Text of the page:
I’ve always had reservations about Sacks as a scientist/practitioner, and re-reading this piece has very much clarified what it is that I object to in Sacks’ writing. All the way through this chapter Sacks made reference to the theories and ideas of Freud and his psychoanalyst followers, as he grasped for explanations for this puzzling case. Implausible psychological explanations were given serious consideration in the chapter, and all the while Sacks ignored one neurological condition that could well have been the underlying cause, even though Sacks compared the case he was studying with another famous similar case history that was known to have this neurological condition. It appears to me that Sacks overlooked a neurological solution to the mystery, which was right underneath his nose, because his head was too distracted by Freudian nonsense and impressive-sounding literary references to notice the bleedin’ obvious. And this guy is supposed to be a qualified neurologist! I guess a purely scientific point of view in a writer about neurological case histories might have lead a practitioner to a correct diagnosis with greater efficiency, but we all know that an author who practices scientific efficiency in their writing would never in a million years be found in a list of best-selling authors, and that is really where the problem lies; in all of those credulous readers.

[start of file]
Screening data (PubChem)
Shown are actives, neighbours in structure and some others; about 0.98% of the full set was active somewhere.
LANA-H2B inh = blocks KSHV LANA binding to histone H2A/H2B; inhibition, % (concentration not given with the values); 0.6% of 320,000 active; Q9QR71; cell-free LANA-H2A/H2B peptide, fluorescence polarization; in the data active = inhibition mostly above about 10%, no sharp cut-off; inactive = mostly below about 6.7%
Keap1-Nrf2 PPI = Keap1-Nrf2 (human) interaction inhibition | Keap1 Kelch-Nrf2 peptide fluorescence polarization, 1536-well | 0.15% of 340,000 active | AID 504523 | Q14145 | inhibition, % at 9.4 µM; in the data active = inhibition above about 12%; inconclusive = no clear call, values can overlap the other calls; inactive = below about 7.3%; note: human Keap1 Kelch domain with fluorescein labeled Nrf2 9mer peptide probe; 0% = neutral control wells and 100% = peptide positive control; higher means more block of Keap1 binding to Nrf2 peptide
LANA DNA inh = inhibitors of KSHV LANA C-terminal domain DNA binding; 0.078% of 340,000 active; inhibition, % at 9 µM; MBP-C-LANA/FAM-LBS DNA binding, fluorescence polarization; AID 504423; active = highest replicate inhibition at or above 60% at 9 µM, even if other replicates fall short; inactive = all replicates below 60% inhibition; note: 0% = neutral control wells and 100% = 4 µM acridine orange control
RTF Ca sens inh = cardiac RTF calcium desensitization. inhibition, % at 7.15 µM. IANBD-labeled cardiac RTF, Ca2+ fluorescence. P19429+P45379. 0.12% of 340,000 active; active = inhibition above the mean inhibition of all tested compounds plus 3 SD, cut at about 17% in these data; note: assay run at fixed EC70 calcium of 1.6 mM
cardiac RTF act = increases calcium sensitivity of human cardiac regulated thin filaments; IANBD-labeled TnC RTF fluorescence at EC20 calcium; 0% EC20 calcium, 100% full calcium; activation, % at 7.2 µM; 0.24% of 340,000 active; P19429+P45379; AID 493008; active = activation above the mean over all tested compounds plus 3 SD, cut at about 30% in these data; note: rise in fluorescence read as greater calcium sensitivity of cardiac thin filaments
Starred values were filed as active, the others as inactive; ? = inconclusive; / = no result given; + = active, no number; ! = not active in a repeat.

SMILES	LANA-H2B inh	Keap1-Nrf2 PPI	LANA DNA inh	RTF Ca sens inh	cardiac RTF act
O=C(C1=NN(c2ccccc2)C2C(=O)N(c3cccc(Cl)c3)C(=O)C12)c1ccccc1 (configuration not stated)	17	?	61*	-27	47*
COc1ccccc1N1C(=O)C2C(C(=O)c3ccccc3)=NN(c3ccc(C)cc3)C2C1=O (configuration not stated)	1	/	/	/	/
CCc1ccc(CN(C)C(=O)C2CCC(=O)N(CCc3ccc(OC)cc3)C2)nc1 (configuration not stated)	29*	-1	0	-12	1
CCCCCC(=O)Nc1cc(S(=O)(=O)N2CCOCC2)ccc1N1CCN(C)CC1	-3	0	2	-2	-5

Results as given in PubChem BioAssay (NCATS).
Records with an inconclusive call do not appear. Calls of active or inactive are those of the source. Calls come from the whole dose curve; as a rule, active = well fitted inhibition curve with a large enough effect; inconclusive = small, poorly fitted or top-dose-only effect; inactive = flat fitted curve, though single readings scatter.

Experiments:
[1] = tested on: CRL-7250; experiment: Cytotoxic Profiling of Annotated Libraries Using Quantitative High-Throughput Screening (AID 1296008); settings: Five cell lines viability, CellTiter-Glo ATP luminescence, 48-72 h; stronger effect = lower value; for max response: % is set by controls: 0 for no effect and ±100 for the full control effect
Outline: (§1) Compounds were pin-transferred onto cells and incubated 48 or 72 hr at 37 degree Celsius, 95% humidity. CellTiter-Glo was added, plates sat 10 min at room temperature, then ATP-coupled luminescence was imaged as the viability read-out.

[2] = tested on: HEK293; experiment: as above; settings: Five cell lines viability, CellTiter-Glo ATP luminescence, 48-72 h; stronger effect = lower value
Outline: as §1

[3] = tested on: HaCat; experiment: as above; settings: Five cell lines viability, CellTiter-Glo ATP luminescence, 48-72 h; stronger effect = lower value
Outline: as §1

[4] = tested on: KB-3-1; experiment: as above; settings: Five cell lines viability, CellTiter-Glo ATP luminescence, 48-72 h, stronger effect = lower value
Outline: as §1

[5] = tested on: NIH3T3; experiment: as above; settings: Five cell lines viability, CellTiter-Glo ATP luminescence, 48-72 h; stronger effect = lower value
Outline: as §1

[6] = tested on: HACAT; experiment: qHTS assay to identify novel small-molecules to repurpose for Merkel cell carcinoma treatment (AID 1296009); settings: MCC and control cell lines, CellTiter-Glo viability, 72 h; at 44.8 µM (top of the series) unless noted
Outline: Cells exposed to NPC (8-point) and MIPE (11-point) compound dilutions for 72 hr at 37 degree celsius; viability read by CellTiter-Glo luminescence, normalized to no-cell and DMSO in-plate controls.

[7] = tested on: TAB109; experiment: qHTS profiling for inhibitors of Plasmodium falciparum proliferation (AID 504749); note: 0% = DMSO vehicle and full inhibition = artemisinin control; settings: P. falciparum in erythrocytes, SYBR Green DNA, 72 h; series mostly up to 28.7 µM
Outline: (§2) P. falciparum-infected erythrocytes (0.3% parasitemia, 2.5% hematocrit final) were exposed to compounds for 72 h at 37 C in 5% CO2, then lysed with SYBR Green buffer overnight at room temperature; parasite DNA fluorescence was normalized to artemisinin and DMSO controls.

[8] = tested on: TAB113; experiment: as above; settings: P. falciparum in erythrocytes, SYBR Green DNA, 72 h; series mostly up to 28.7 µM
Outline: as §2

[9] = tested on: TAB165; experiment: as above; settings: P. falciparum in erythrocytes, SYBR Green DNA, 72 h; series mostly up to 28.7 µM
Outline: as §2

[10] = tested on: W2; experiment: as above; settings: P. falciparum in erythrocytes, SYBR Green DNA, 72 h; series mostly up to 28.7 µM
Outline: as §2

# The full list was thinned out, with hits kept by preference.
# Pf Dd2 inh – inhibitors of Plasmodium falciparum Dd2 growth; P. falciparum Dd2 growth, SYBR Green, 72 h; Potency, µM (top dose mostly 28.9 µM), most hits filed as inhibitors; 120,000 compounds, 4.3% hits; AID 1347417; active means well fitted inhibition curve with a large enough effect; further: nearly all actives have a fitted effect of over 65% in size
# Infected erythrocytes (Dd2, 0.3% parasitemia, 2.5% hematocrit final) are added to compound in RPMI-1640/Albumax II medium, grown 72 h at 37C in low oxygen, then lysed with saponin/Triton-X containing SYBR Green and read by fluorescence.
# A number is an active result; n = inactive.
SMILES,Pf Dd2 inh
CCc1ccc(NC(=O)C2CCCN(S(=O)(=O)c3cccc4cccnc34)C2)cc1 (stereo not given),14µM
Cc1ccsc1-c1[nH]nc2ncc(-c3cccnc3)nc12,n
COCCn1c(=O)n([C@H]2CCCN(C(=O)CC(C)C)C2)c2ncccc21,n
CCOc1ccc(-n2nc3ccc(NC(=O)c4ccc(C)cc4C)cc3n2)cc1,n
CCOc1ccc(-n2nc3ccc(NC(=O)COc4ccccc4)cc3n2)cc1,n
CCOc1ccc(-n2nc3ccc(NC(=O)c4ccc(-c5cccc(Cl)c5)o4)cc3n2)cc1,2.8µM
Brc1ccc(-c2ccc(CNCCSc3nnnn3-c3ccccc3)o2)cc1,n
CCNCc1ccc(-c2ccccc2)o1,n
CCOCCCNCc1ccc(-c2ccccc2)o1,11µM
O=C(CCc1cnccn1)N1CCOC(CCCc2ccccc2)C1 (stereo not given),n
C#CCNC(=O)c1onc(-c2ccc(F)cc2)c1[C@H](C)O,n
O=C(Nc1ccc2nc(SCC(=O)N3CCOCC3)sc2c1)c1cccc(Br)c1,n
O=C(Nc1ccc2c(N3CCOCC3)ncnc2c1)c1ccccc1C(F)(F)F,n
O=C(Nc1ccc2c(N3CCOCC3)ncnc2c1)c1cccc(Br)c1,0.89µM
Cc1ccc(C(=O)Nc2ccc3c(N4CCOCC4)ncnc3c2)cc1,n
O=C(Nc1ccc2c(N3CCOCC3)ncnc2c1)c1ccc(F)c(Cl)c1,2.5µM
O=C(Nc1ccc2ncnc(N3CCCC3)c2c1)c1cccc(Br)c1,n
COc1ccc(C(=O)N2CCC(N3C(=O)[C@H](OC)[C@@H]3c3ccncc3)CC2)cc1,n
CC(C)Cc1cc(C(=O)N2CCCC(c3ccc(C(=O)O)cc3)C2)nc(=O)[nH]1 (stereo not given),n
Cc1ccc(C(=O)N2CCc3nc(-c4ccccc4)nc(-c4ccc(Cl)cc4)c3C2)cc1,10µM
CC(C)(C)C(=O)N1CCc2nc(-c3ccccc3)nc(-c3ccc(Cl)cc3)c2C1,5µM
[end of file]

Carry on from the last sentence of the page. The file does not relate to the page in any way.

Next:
Maybe you are thinking that I’m being too harsh criticizing Sacks because (at the time that he wrote this book and at least one other popular title) he obviously took the theories of Freud at least half-seriously. Many other Americans have had a high regard for the Freudian psychoanalytic tradition/mind control cult. Followers of psychoanalysis have even been recently observed writing letters to the editor of New Scientist defending their beliefs against scientific dismissal in that magazine. Well, I’m sorry, but I’m not the type of person who respects an idea simply because many other stylish, passionate or influential people hold it dear. I’d like to remind you of the great harm that has been done by this thoroughly unscientific school of thought. Wasn’t it followers of Freud who came up with the idea that autism is caused by bad parents? According to this myth, autism is a completely psychological reaction in a young child to the knowledge that he/she is unwanted by his/her parents. For many years this refrigerator mother theory of autism was hugely popular and also had currency with many mental health professionals. People are still reading the popular book Dibs, in search for self that is based on this vicious and damaging lie. It’s hard to quantify the psychological and emotional damage that this disproved theory has inflicted on families that have autism within them. We also have the Freud Brigade to thank for the fact that unknown numbers of people who have had purely neurological conditions such as Tourette’s syndrome and Asperger syndrome have in past decades been put through inappropriate, stigmatizing, insulting, ridiculous, misleading, time-wasting and expensive psychoanalytical counselling sessions with “therapists”. People who have had neurological conditions or medical illnesses have gone along to see people who promote themselves as health professionals in good faith, to leave without even being given a correct diagnosis, because the so-called professional had a head full of id, ego and Oedipus nonsense instead of real knowledge. We can fairly point the finger at Mr Freud for popularizing the idea of the professional knowing more about the mind and motives of his patient than the patient knows, an idea that has obvious dangers.